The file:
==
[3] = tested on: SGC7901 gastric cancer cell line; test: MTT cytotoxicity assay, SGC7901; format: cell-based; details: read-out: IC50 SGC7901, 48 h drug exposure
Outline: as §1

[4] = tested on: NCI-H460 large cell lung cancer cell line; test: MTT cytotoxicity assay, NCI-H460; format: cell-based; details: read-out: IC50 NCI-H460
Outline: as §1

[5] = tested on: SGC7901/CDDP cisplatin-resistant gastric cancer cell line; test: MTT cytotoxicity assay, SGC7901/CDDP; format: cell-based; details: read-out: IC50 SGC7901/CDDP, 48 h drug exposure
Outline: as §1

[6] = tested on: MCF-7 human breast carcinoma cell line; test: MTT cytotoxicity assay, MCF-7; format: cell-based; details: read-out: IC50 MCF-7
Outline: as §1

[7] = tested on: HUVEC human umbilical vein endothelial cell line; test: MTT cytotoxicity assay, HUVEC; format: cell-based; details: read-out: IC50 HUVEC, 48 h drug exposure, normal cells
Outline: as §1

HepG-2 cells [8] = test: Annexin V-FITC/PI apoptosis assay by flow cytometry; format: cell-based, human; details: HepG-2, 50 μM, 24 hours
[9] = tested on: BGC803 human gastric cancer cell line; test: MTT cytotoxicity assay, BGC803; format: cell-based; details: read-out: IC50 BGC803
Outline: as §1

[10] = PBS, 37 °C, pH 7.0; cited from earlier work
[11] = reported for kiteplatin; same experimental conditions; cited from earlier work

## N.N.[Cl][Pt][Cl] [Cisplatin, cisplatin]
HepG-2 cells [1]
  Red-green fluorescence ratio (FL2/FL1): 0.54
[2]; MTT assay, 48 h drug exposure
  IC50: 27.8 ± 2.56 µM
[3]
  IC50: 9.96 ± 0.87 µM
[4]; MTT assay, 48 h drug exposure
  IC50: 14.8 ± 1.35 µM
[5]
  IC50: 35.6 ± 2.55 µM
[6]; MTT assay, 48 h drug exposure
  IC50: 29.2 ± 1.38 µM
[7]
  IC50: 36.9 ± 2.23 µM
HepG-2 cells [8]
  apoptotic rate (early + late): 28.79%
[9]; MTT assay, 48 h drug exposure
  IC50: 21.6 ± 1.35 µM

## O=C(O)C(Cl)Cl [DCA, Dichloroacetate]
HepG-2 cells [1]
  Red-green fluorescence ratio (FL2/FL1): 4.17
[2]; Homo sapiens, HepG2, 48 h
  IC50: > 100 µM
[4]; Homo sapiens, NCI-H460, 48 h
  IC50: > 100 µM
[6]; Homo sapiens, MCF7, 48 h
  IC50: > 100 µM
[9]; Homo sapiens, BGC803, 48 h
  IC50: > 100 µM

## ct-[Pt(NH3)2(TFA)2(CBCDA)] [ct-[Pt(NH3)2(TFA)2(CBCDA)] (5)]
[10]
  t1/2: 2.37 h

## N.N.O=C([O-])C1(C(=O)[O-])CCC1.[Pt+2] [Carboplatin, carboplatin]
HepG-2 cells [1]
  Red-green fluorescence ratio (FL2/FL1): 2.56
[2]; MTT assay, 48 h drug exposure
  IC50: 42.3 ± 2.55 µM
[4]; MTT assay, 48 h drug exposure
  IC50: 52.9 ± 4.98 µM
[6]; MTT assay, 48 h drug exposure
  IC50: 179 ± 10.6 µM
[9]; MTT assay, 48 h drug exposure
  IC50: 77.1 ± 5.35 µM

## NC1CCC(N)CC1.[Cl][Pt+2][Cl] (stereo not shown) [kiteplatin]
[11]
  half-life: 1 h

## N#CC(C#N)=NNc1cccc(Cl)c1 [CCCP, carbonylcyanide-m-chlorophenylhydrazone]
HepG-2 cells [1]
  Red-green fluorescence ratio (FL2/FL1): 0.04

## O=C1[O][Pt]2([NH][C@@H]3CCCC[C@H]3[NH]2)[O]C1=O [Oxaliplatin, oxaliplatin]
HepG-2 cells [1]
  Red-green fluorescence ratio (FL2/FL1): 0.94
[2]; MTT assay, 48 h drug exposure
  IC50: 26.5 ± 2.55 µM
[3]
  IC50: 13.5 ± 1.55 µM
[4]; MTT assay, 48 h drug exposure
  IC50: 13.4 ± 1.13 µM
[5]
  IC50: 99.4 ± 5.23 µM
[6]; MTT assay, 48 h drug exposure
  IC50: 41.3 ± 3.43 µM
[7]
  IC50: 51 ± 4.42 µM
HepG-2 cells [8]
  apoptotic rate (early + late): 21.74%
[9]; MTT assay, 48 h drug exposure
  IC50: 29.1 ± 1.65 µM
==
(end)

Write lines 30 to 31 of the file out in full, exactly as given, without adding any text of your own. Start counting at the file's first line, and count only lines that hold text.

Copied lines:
  IC50: 36.9 ± 2.23 µM
HepG-2 cells [8]